The Business of Emancipation

The German-Jewish struggle for legal equality and economic prosperity

Arnhold

Second half of the 19th century: From entrepreneurs to major businesses

The Arnhold family of Dresden was a German-Jewish family of prominent bankers – proprietors of one of the leading private banks in Germany – and philanthropists who supported German art, as well as  social and cultural institutions. In 1864, their firm, Gebrüder Arnhold, was founded by Max Arnhold (1845-1908) and his partner Ludwig Philippson. After Philippson left the firm in 1875, Max's brother Georg (1859-1926) took his place. Part of their success derived from their investments in growing industries such as including brewing, ceramics, electronics, and machinery; they also were part of many supervisory boards related to their investments. Georg became the chairman of the Dresden stock exchange. In 1899, they opened the Braubank, which supported investment in Germany's brewing industry. By 1907, they had a branch in Berlin as well as Dresden.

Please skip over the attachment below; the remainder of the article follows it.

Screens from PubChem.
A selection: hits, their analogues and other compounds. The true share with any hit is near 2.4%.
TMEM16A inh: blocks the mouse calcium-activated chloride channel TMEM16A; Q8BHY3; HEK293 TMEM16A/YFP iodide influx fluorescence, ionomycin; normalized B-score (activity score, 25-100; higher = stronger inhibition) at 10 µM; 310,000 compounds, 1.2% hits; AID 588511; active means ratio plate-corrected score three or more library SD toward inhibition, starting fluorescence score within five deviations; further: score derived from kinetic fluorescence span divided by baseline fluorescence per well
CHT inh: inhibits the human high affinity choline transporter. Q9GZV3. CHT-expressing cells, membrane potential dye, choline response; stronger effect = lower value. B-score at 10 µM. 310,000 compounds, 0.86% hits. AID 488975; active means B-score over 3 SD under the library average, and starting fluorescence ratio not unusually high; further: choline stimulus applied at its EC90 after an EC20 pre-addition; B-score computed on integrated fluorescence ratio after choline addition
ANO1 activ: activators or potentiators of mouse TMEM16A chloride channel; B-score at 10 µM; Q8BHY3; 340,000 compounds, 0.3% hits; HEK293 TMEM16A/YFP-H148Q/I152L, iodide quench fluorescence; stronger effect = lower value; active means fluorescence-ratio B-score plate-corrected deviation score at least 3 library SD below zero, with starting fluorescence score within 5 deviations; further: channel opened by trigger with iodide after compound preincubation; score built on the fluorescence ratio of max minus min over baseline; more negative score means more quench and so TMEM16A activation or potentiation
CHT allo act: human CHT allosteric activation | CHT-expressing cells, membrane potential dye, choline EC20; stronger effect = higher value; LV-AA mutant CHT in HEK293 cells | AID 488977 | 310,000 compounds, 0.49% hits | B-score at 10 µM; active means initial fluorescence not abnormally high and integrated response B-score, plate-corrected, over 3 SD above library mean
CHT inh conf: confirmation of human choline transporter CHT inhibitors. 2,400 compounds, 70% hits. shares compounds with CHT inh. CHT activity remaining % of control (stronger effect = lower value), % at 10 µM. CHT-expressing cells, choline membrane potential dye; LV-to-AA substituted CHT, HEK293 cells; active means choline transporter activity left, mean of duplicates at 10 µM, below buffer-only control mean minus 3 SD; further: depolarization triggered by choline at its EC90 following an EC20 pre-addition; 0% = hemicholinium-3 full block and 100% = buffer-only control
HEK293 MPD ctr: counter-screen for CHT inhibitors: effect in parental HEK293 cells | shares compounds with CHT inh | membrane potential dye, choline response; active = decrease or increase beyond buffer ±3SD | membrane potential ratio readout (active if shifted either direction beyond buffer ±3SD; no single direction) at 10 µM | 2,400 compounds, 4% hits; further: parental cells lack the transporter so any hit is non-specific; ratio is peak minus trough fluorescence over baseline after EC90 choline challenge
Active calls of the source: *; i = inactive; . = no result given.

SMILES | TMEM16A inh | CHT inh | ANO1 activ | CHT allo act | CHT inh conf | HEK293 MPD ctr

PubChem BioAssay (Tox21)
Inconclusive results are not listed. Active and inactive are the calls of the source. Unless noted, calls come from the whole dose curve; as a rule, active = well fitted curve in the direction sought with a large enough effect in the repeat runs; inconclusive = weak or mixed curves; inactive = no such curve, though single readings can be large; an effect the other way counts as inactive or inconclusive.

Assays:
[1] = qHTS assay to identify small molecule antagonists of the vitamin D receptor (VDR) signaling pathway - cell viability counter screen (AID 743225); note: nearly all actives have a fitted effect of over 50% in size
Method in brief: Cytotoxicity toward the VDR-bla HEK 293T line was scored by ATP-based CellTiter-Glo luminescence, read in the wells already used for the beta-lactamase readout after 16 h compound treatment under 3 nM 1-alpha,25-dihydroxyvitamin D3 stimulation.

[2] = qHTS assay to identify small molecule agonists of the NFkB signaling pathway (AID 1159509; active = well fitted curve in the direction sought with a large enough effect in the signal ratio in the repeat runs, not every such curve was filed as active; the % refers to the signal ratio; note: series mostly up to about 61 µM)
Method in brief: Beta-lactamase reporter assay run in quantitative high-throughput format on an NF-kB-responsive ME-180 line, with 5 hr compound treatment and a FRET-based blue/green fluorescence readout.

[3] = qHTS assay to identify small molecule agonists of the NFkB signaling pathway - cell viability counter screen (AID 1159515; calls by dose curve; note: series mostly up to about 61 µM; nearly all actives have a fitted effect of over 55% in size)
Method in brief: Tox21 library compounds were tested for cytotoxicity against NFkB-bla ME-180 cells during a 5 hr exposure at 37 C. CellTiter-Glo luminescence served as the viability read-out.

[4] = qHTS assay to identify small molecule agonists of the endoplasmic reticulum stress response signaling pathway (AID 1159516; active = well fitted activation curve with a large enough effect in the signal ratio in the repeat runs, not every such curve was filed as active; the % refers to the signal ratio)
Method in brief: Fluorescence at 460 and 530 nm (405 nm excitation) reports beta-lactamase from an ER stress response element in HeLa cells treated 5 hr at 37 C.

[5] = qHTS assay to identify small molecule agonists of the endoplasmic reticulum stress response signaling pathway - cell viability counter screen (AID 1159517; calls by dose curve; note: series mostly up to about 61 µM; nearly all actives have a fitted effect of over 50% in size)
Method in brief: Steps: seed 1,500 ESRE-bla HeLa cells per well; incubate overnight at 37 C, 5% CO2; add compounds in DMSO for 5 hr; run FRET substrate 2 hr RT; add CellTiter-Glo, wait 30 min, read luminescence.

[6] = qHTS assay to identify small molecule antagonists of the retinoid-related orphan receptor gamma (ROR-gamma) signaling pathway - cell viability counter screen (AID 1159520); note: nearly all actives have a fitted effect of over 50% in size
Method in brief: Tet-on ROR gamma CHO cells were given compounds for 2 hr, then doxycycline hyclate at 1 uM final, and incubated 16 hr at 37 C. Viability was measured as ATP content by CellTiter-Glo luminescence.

Advertisement of Gebr. Arnhold Bank, 1906. Public domain.

From economic to political participation and power

After the death of Georg Arnhold in 1926, his eldest son Adolf Arnhold (1884-1950) took over as head of the Dresden stock exchange. Adolf's brother Heinrich (1885-1935) was also a member of the stock exchange, a member of the Commercial Court, and held a seat on on the Dresden committee of the Reichsbank. Hans Arnhold became consul general of Saxony in Prussia.

Dresden stock exchange. Public domain.

Heinrich Gustav Arnhold, 1908. Public domain.

1933 and beyond: From full-rights citizens to refugees and victims

The economic power and wealth of the Arnhold family initially cushioned it from the effects of antisemitism in Germany in the early 1930s. In 1934, Nazi officials began a long-term investigation into the financial practices of the bank and Arnhold family members, thereby damaging both the institution and the family’s reputations, causing them to lose customers and connections, include many of Adolf, Hans, Heinrich and Kurt Arnhold's placements on supervisory boards. Eventually, the seizure of Jewish properties and businesses reached the Gebr. Arnhold Bank in late 1935, marking the beginning of the “Aryanization” of major banks. The company was among the five largest private banks, all owned by Jews. A major portion of the German banking industry disappeared, along with these institutions’ assets. By 1938, most banks owned by Jews had been expropriated, and less than one-fifth continued operation – but only in non-Jewish hands.

 “A sign of thanks for loyal work.” Plaque from the Gebr. Arnhold Bank, 1935. Courtesy of Jewish Museum Berlin.

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